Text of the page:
The Cherry Coke$ - I first discovered TCC$ through someone's post to the Tokyo Japan LJ Community - I was not disappointed with them the first time I saw them (about two months ago at Shinjuku ACB Hall), nor was I on this night. TCC$ come from the same tradition as Flogging Molly, the Dropkick Murphys, and the Pogues (the latter is especially relevant - the liner notes for Rouse Up include a translated quotation from Pogues frontman Spider Stacy). All seven (!) members of the band are Japanese, but from their love of Guinness to their mastery of Celtic-inspired rock, you'd never know from simply listening to them. Excellent 10-song set that inspired the crowd to mosh and stage dive throughout, and after some encouragement the band came back on to perform their spirited version of Auld Lang Syne for an encore.


Awesome show overall, well worth the trip and one more venue to scratch off my ToDo list.


My FlickR set of the show
The Bawdies
The Cherry Coke$

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Monday, 12 March 2007

Sabot, emulsion, Muddy World, mania organ, Uhnellys at Motion

by craig

To tell you the truth, I wasn't really familiar with any of the bands at this show so I wasn't really planning to go. But seeing as one of the band members was nice enough to put me on the guestlist, and being only a short walk from work, I wandered down to Motion after clocking out.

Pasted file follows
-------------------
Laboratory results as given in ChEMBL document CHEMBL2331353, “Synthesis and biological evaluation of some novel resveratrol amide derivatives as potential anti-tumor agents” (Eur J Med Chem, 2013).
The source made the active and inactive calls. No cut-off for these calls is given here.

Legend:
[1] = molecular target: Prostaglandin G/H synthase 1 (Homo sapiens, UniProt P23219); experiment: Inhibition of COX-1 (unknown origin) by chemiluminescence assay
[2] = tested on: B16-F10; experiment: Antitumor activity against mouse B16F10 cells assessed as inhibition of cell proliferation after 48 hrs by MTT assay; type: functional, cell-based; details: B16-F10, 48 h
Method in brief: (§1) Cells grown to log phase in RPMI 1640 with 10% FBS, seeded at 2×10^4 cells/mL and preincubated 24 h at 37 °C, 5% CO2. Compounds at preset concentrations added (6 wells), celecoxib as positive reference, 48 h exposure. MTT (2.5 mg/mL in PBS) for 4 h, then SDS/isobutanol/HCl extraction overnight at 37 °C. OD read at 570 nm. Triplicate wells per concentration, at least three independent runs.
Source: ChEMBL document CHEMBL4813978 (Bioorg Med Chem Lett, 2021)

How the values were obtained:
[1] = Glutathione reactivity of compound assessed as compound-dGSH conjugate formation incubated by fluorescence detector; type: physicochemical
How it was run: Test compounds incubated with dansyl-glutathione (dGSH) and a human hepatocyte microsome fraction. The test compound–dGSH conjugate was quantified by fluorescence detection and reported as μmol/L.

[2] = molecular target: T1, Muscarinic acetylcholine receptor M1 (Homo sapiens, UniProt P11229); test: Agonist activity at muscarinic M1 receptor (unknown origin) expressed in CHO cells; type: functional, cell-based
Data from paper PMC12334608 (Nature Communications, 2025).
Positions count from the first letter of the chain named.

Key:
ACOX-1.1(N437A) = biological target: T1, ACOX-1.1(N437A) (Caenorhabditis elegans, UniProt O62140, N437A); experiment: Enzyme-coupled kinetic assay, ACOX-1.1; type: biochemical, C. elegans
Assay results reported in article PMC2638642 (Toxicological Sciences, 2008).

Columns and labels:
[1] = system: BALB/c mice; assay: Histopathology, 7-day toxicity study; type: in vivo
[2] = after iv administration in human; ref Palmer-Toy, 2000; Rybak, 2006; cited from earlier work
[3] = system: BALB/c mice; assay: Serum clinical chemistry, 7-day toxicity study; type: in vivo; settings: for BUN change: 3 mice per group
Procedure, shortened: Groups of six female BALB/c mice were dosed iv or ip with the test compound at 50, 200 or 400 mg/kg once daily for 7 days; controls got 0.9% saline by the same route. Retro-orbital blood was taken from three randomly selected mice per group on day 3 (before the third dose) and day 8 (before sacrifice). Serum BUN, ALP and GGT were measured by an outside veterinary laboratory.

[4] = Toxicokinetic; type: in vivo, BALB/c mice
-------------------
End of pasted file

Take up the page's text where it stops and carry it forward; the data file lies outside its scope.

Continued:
Motion, on the fifth floor of a building in Kabukicho, is one of Tokyo's many tiny, tucked-away livehouses. Not long after I arrived, Uhnellys took the stage. A guy on bass with amazing control of his loop pedals was sampling his cool basslines and rhymes while a girl on drums kept everyone's heads nodding. The guy sometimes changed to guitar and miniature trumpet. They were kind of noisy groovy hip-hop. Definitely a band I'd like to see again.
The next band, Mania Organ, were another bass and drums two-piece. They basically entered the stage, turned the distortion pedals on full so there was constant feedback screeching, played as fast as they possibly could while screaming into the mic non-stop for their short set, then disappeared from the stage. I couldn't follow the songs. Maybe I'm getting old..
Muddy World were the only band of the night with the usual rock line-up of bass, drums and guitar and played mostly instrumental post-rock-shoegaze-jazz. They allowed us to chill-out a bit after Mania Organ's attack. I've been finding myself rediscovering post-rock again lately so I really enjoyed this trio. They are going to SXSW this year.
Next was emulsion who organised this gig. Keyboard, guitar, bass and drum machine. Some of the drum sounds sounded like actual pre-recorded drums. The best songs were the ones with dancable electro beats. The band was mostly intrumental, sometimes very post/math-rock, sometimes post-hardcore with screaming, sometimes even rather ambient.
SABOT consists of two Americans who live in the Czech republic. They've been playing the same kind of music since 1988. They cross between punk, progressive rock, jazz, groove and super-techical math-rock without really being easily defined into any genre. Pretty impressive for an instrumental bass and drum duo. They had a good rapport with the audience, looking at people and smiling throughout the performance and stopping to talk. They would have been amazing 15 years ago.